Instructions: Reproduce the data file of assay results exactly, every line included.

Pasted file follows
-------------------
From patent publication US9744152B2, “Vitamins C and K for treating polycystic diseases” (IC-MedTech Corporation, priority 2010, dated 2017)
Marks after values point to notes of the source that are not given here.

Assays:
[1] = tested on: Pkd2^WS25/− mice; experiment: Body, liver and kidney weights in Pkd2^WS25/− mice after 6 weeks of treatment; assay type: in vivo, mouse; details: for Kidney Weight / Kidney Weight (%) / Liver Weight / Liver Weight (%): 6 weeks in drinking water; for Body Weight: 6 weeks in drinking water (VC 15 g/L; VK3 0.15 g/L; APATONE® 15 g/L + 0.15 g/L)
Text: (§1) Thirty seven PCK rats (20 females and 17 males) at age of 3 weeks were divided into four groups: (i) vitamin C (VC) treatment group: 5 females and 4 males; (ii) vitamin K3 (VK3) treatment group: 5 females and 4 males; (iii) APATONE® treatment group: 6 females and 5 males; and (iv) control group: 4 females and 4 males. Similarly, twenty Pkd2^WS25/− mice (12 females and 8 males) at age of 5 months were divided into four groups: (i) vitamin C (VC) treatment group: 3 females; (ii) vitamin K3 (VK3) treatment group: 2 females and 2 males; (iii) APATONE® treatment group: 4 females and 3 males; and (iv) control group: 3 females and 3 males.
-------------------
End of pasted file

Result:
From patent publication US9744152B2, “Vitamins C and K for treating polycystic diseases” (IC-MedTech Corporation, priority 2010, dated 2017)
Marks after values point to notes of the source that are not given here.

Assays:
[1] = tested on: Pkd2^WS25/− mice; experiment: Body, liver and kidney weights in Pkd2^WS25/− mice after 6 weeks of treatment; assay type: in vivo, mouse; details: for Kidney Weight / Kidney Weight (%) / Liver Weight / Liver Weight (%): 6 weeks in drinking water; for Body Weight: 6 weeks in drinking water (VC 15 g/L; VK3 0.15 g/L; APATONE® 15 g/L + 0.15 g/L)
Text: (§1) Thirty seven PCK rats (20 females and 17 males) at age of 3 weeks were divided into four groups: (i) vitamin C (VC) treatment group: 5 females and 4 males; (ii) vitamin K3 (VK3) treatment group: 5 females and 4 males; (iii) APATONE® treatment group: 6 females and 5 males; and (iv) control group: 4 females and 4 males. Similarly, twenty Pkd2^WS25/− mice (12 females and 8 males) at age of 5 months were divided into four groups: (i) vitamin C (VC) treatment group: 3 females; (ii) vitamin K3 (VK3) treatment group: 2 females and 2 males; (iii) APATONE® treatment group: 4 females and 3 males; and (iv) control group: 3 females and 3 males.